Today’s issue of Cancer Research Update highlights the latest research in how exercise helps cancer survivors. We asked Mary, an exercise physiologist and AICR consultant, to share her experiences in working with cancer survivors.
I taught a strength training class for cancer survivors for several years. That experience allowed me to see first-hand the incredibly important role exercise plays in the healing process. My class was open to survivors of all ages and ability levels, though most were new to strength training when they started. Over the weeks and months of class, I saw a transformation in every person—both physically and emotionally.
Physically, the participants grew to trust their body again. Many showed up the first time afraid of pushing too hard or doing something that might derail their recovery. Many were also battling fatigue and were afraid of feeling even more tired. But we started slowly, Continue reading
Three studies in the British medical journal The Lancet suggest that taking aspirin daily may lower the risk of cancer and reduce the chances of the disease spreading to other organs.
Both WebMD and the New York Times have excellent write-ups.
AICR’s focus is on the relationships of diet, nutrition, physical activity and weight to cancer. As such, we take no position on the effect of aspirin — a drug — on cancer risk, although we of course watch this research with interest.
The lifestyle-based cancer prevention strategies that AICR advocates — a plant-based diet, regular physical activity, staying at a healthy weight throughout life, combined with not smoking — have been shown, over decades of research, to confer real protection.
Will health experts one day recommend combining AICR’s recommendations with a daily aspirin for maximum protection? We’ll have to wait and see. In the meantime, we recommend concentrating on the healthy everyday choices about diet, weight and physical activity that can and will lower cancer risk, as well as other chronic diseases.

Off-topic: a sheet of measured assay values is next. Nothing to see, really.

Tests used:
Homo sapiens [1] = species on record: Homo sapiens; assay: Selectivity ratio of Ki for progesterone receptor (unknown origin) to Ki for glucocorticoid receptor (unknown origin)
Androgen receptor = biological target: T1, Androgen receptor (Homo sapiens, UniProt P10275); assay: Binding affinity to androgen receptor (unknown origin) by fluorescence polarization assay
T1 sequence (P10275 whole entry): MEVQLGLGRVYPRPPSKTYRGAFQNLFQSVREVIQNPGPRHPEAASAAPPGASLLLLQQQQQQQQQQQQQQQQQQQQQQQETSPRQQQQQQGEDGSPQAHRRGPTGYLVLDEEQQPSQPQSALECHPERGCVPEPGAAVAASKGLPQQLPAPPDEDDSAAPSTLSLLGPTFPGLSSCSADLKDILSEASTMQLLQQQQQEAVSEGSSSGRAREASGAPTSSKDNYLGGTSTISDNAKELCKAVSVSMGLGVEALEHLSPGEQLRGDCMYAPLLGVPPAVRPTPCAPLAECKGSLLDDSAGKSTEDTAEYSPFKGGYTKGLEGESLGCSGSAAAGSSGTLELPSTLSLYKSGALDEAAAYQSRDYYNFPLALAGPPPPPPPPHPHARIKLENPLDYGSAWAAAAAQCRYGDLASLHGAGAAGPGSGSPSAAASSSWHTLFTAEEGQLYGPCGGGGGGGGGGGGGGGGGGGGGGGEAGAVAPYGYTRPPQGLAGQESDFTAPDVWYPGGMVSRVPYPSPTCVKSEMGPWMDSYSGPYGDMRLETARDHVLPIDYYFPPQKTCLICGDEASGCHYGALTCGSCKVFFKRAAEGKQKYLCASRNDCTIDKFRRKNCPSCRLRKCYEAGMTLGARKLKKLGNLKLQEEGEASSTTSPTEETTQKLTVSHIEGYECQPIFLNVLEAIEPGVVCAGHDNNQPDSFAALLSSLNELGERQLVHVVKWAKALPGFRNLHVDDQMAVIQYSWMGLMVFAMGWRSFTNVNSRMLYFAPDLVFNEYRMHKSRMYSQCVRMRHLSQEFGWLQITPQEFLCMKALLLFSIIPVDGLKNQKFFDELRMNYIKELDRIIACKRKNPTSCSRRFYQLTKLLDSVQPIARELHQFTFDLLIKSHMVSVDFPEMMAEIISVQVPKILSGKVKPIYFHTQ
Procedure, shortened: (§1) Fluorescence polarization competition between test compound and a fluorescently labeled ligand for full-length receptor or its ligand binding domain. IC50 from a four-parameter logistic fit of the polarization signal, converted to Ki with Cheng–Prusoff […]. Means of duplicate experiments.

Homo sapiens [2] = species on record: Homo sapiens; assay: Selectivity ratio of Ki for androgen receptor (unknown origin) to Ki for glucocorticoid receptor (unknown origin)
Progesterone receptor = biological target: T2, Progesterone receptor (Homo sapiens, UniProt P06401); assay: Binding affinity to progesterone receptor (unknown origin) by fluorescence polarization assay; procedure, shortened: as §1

For many cancer patients, treatment can leave both physical and psychological effects on their daily lives. A strong and ever-growing body of research suggests that physical activity may help.
Today’s issue of Cancer Research Update highlights the latest analysis of the evidence looking at the effects of exercise on cancer patients who have completed their treatment. The analysis looked at the 34 randomized controlled studies (RCTs) on the topic, a type of study considered among the gold standard of studies.
Almost two-thirds of the studies focused on breast cancer and the rest looked at different types, including colon and lung. When taken together, the authors found that the patients who participated in exercise programs – lasting a median of 13 weeks – had improved physical functions, quality of life, fitness, and body weight. Continue reading